Labor & Employment Law News E-blast
January 30, 2024
The much-anticipated independent contractor final rule issued earlier this month by the U.S. Department of Labor (DOL) will become effective March 11, 2024. Several years in the making, the new rule could result in a wholesale reexamination of worker classification practices, especially in industries where independent contractors are extensively utilized.
Construction, transportation/logistics, healthcare, consulting/business/IT services and the gig sector (e.g., Uber, Lyft, DoorDash, and Grubhub) are among the industries that are most likely to experience a significant impact due to the changed requirements of the updated rule.
The new rule utilizes a test like the ones many courts have used for years to determine whether workers should be classified and treated as independent contractors or employees under U.S. wage laws. The new version of the rule, however, is controversial because of the likelihood that it will result in the DOL recognizing fewer independent contractors and more employees.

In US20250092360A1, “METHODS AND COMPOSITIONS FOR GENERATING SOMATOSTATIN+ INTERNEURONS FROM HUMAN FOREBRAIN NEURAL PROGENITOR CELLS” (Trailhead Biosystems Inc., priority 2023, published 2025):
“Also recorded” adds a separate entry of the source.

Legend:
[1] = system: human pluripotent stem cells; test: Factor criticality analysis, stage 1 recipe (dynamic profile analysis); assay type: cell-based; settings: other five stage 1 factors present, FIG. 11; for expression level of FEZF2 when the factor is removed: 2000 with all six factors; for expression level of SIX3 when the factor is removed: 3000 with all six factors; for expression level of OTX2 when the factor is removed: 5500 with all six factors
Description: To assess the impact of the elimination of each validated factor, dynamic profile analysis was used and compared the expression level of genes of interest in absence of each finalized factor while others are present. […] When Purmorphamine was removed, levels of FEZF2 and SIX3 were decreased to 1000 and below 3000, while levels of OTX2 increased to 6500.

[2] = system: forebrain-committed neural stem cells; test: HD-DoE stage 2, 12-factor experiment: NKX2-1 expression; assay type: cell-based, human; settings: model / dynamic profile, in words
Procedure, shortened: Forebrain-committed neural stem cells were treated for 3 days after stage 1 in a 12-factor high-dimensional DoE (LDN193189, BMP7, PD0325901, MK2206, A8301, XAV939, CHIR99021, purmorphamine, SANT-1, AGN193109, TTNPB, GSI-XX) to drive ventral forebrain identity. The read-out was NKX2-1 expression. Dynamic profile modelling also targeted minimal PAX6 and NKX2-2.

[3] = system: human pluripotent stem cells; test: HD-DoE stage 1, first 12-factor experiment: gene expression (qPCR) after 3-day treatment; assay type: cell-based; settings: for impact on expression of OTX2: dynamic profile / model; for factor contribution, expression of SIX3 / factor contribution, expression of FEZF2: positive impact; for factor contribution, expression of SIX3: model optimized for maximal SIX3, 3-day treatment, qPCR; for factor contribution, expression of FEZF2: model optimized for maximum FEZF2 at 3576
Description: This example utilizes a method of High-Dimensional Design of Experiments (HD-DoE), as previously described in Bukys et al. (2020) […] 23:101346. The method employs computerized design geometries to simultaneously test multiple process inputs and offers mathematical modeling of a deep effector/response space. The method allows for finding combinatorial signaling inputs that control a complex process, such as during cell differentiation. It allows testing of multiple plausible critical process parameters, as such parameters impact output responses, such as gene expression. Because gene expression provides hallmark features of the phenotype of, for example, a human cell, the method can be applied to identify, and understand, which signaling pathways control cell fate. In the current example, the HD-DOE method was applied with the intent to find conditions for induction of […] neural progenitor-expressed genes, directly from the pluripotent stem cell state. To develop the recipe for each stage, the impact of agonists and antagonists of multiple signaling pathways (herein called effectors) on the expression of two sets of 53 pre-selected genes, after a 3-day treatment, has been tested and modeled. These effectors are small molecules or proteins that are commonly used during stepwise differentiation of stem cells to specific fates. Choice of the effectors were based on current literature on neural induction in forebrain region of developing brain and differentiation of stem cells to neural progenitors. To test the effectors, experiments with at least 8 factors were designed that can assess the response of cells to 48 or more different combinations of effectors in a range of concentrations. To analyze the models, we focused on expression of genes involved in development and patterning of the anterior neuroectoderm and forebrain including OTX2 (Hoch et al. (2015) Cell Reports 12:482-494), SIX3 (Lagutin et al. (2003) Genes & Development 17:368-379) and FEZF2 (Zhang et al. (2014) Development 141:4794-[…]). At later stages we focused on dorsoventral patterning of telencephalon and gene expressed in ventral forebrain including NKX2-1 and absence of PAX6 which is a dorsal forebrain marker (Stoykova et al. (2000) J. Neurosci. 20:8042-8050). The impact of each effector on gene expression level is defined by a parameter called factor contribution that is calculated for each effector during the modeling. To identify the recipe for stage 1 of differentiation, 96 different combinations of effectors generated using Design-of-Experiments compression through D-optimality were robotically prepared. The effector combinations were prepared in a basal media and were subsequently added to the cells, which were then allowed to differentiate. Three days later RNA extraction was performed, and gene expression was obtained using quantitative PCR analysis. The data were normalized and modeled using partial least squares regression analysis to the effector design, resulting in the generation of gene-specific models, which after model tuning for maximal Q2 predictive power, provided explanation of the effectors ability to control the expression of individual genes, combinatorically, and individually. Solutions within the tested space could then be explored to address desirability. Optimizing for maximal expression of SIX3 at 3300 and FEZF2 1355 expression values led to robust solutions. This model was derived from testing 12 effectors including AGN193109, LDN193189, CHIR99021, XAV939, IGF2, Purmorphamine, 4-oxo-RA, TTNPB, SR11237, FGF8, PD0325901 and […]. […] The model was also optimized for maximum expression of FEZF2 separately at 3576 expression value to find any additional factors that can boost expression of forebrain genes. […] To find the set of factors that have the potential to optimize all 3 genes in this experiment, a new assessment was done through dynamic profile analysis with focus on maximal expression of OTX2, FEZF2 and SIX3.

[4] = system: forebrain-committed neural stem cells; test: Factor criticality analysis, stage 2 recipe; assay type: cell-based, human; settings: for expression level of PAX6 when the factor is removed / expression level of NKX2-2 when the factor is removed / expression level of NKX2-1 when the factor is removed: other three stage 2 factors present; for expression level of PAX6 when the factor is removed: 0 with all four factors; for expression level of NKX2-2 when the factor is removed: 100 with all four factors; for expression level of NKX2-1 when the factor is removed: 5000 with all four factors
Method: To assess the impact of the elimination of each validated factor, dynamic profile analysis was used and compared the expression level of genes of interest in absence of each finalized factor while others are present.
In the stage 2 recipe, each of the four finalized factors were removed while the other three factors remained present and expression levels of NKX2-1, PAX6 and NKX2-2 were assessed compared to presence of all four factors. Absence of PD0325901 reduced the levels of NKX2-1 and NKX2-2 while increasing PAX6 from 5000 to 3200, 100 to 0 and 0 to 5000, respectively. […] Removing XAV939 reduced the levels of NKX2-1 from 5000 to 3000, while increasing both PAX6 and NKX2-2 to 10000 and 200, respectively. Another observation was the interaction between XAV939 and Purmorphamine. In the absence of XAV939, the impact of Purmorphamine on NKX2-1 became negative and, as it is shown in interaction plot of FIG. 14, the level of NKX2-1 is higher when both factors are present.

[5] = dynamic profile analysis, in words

The U.S. Chamber of Commerce and other business groups are expected to challenge the rule in the courts. Louisiana Sen. Bill Cassidy has said a resolution will be introduced to repeal the rule. If such a resolution were to make it through both the Senate and House, it’s likely that President Biden would veto the measure.
Independent Contractor Final Rule: The Details
The final version of the rule utilizes a review and analysis which assesses the “totality of circumstances” to establish whether a worker is an independent contractor or an employee.
The test analyzes six factors equally without assigning a predetermined weight to any particular or set of factors. The six factors are:
- Opportunity for Profit or Loss Depending on Managerial Skill – Whether the worker exercises managerial skill that affects their economic success or failure in performing the work.